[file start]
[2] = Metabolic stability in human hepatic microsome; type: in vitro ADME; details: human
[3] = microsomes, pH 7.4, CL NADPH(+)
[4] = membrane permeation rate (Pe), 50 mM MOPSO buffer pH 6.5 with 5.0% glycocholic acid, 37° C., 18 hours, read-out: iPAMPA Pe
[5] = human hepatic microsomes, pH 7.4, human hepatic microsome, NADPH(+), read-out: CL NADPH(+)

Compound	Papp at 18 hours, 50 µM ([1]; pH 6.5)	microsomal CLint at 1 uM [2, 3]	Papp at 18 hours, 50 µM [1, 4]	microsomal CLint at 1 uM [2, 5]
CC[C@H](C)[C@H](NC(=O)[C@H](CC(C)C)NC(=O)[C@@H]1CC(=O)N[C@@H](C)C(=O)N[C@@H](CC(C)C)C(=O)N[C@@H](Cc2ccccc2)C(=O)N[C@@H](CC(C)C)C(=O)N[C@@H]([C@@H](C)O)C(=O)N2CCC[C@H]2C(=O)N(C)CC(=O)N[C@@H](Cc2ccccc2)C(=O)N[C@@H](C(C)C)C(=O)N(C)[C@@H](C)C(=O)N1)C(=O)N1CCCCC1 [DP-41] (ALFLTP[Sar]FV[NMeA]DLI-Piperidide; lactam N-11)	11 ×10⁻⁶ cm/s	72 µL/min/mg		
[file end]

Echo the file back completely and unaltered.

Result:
[2] = Metabolic stability in human hepatic microsome; type: in vitro ADME; details: human
[3] = microsomes, pH 7.4, CL NADPH(+)
[4] = membrane permeation rate (Pe), 50 mM MOPSO buffer pH 6.5 with 5.0% glycocholic acid, 37° C., 18 hours, read-out: iPAMPA Pe
[5] = human hepatic microsomes, pH 7.4, human hepatic microsome, NADPH(+), read-out: CL NADPH(+)

Compound	Papp at 18 hours, 50 µM ([1]; pH 6.5)	microsomal CLint at 1 uM [2, 3]	Papp at 18 hours, 50 µM [1, 4]	microsomal CLint at 1 uM [2, 5]
CC[C@H](C)[C@H](NC(=O)[C@H](CC(C)C)NC(=O)[C@@H]1CC(=O)N[C@@H](C)C(=O)N[C@@H](CC(C)C)C(=O)N[C@@H](Cc2ccccc2)C(=O)N[C@@H](CC(C)C)C(=O)N[C@@H]([C@@H](C)O)C(=O)N2CCC[C@H]2C(=O)N(C)CC(=O)N[C@@H](Cc2ccccc2)C(=O)N[C@@H](C(C)C)C(=O)N(C)[C@@H](C)C(=O)N1)C(=O)N1CCCCC1 [DP-41] (ALFLTP[Sar]FV[NMeA]DLI-Piperidide; lactam N-11)	11 ×10⁻⁶ cm/s	72 µL/min/mg		